I overeat HEALTHY FOOD

I’ll never forget this guy I had in one of my groups a few years ago.  Let’s call him Tom. Two months into the program he was doing very well, having completely transformed his diet, dumped his junk food habits, no more ice cream every night, embraced exercise, and hit his target weight loss goal every week.  And then came the confession: “I think I have a Cheerios problem.”  At night instead of chips or ice cream, he made the healthy choice and ate Cheerios.  Not 1, not 2, but 3 bowls of Cheerios.  “I can’t stop at one,” he explained.  “They are just soooo good.”   One woman in the group looked over at him horrified, “Who eats 3 bowls of CHEERIOS !?”  (Clearly she was still in the ice cream stage of overeating). Tom had gone from an unhealthy food overeater to a healthy food overeater.  Even though he was losing weight, he still had a problem with appetite and portion control.  If you have been working on your diet for a long time, you kicked your ice cream habit in 1998, you think Doritos are disgusting, you wouldn’t eat a donut if someone put a gun to your head, BUT you might be found scarfing down too many slices of natural peanut butter on high fiber reduced calorie whole wheat bread (who me?!), this might be you.   What to do!?

1.  Congrats for Dumping the Junk!  First of all, congratulate yourself for transforming your diet so much that healthy foods are now your temptation foods!  Overeating unhealthy food is certainly worse than overeating healthy food, however overeating period is still not a good thing and this tendency can eventually derail your progress. Your appetite is still a bit out of control and we need to drill down to figure out why.

2.  Stack The Deck In Your Favor. The key really is to get the foods you overeat off the grocery list (regardless of how healthy they sound) and replace them with foods that you do NOT have a tendency to overeat. This takes some experimentation. For Tom, I might have him try a few other cereals that he likes but doesn’t feel the urge to go beyond one bowl.  I can’t emphasize enough the importance of keeping temptation foods off that grocery list and out of the home.

3.   Volumetrics.  You might feel that you will overeat nearly anything put in front of you and if that is the case then consider the Volumetrics approach.  Developed by a fantastic appetite researcher, Dr. Barbara Rolls, Volumetrics involves consuming foods that are high in volume but low in calories. Fruit and vegetables are great examples.  You can consume a great deal without consuming a great deal of calories.  Dr. Rolls has tons of strategies and recipes in her book for people who like to eat large amounts but don’t want to pay for it in calories.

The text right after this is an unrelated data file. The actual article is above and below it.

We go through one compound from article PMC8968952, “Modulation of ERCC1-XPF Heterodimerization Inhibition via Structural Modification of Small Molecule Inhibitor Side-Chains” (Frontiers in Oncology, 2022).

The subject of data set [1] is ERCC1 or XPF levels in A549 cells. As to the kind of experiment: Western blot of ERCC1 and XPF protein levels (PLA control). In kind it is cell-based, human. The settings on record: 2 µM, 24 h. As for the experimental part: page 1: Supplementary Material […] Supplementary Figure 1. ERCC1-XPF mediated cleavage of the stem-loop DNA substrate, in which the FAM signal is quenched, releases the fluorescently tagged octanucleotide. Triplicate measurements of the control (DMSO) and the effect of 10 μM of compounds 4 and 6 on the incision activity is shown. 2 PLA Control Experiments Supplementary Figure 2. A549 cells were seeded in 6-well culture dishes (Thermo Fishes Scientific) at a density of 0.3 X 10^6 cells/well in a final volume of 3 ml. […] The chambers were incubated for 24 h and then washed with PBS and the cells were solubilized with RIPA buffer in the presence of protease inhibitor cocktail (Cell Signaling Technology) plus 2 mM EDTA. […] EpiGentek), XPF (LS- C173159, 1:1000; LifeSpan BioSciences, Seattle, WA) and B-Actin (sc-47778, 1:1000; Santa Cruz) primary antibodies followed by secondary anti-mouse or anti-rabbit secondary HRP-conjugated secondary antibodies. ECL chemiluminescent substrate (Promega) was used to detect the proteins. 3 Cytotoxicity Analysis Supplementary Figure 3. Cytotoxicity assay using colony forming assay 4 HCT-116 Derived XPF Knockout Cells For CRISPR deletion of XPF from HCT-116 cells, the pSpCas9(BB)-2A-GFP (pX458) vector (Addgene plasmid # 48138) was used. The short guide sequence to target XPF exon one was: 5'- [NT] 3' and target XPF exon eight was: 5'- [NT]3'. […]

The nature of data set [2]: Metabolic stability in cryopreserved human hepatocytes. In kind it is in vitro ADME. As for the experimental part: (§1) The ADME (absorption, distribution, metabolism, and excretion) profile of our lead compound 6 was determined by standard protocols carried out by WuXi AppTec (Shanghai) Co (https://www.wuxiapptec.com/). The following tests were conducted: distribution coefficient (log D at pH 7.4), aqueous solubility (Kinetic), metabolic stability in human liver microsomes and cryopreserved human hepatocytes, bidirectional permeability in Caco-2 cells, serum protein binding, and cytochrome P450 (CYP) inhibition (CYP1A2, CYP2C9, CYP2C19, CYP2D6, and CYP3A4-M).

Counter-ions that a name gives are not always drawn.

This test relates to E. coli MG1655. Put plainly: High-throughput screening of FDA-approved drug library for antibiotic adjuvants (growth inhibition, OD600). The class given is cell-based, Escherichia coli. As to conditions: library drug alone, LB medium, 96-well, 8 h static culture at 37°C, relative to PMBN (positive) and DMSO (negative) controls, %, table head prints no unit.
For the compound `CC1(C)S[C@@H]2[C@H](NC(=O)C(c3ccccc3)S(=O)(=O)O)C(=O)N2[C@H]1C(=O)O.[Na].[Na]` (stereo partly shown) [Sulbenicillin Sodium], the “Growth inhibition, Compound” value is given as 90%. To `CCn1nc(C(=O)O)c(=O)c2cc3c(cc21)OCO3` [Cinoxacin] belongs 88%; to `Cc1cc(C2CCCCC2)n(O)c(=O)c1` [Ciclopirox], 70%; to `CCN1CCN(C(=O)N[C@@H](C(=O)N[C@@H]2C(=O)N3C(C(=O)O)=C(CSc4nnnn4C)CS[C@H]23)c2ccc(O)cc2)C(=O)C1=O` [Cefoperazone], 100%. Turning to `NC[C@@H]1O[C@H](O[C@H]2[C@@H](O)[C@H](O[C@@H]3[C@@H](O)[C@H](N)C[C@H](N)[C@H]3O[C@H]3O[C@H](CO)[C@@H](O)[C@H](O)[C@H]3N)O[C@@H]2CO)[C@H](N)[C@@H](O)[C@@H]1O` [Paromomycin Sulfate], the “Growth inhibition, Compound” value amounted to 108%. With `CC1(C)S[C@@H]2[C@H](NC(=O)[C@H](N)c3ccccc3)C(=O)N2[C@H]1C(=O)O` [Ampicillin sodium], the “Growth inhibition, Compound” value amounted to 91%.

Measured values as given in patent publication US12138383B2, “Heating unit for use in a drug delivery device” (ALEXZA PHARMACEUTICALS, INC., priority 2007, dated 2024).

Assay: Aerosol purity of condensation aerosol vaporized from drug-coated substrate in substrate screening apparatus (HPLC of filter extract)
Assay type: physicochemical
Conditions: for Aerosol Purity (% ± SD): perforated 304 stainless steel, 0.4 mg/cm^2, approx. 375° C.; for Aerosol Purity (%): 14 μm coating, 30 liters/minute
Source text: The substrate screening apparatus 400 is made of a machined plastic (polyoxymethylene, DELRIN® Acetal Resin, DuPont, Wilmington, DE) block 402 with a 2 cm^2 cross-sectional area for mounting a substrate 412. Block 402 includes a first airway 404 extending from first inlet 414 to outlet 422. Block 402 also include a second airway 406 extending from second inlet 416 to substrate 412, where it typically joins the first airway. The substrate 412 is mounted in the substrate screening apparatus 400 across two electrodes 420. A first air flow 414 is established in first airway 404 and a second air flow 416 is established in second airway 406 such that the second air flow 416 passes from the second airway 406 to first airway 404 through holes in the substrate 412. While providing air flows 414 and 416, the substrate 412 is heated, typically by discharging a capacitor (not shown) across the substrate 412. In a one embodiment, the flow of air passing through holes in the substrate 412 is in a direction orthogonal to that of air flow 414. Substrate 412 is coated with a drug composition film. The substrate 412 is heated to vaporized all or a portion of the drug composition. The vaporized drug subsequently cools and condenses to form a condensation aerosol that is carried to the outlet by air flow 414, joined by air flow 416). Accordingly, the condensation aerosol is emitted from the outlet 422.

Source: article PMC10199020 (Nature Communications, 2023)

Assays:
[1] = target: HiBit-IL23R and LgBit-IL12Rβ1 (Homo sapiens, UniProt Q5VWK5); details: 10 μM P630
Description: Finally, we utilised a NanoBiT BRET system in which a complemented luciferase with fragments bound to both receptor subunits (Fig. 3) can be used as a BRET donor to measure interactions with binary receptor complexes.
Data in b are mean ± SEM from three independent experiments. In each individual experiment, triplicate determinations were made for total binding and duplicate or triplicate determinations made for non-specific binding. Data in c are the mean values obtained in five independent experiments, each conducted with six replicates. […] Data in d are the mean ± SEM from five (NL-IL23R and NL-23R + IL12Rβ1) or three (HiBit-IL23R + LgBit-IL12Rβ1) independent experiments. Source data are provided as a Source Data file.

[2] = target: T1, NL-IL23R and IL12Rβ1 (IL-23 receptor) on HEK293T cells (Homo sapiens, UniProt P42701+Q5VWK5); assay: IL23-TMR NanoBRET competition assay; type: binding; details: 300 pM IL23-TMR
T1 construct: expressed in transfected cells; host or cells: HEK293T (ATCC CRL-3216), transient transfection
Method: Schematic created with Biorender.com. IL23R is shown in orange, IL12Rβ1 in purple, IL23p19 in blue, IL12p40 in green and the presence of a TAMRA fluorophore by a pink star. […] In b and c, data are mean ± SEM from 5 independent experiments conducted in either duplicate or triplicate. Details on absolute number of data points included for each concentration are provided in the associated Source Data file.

4.  Be Predictable.  The thing about habits is that they are pretty predictable if you begin to pay attention to the patterns. Find out when you are most likely to do this— what day?  What time of day?  Jot this down in your diet journal and then look at the patterns over a week.  Once you know when it happens you can make a plan to make sure temptations aren’t around and/or interrupt the habit.  For example, Tom does this at night, so maybe he can make a deal with his wife that she help him stick to one portion.

5.  Work It Out.  One time we never snack is while exercising.  Once you figure out when the out-of-control snacking occurs, consider placing a workout in that time slot instead.  This is one way to get a much bigger bang for your buck out of exercise.  For example, I find that by exercising in the afternoon I eliminate a good hour in which I might snack. This is not the case when I exercise first thing in the morning because I never snack in the morning.

6.  Change Up.  The time of the day you overeat might not be a time you can exercise though, in which case it might be helpful to do something different at that time, anything at all.  Eating habits get tied to routines, and then the routine itself may end up prompting the habit, which over time might make it very difficult to do the routine and NOT eat.  For example, if you overeat while watching TV you might find that just by doing something other than TV you will not have the urge to snack as much.

7.  Emotional eating.  When we think about emotional eating we often think of comfort foods, not Cheerios.  However, as your diet gets healthier over time, your tastes change.  You find yourself letting go of old comfort foods and adopting new ones.  Cheerios might be Tom’s new comfort food.  Weight loss is not simply about food choice, it is about understanding why we eat.  If you think this might be a case of emotional eating, check out this post on overcoming emotional eating.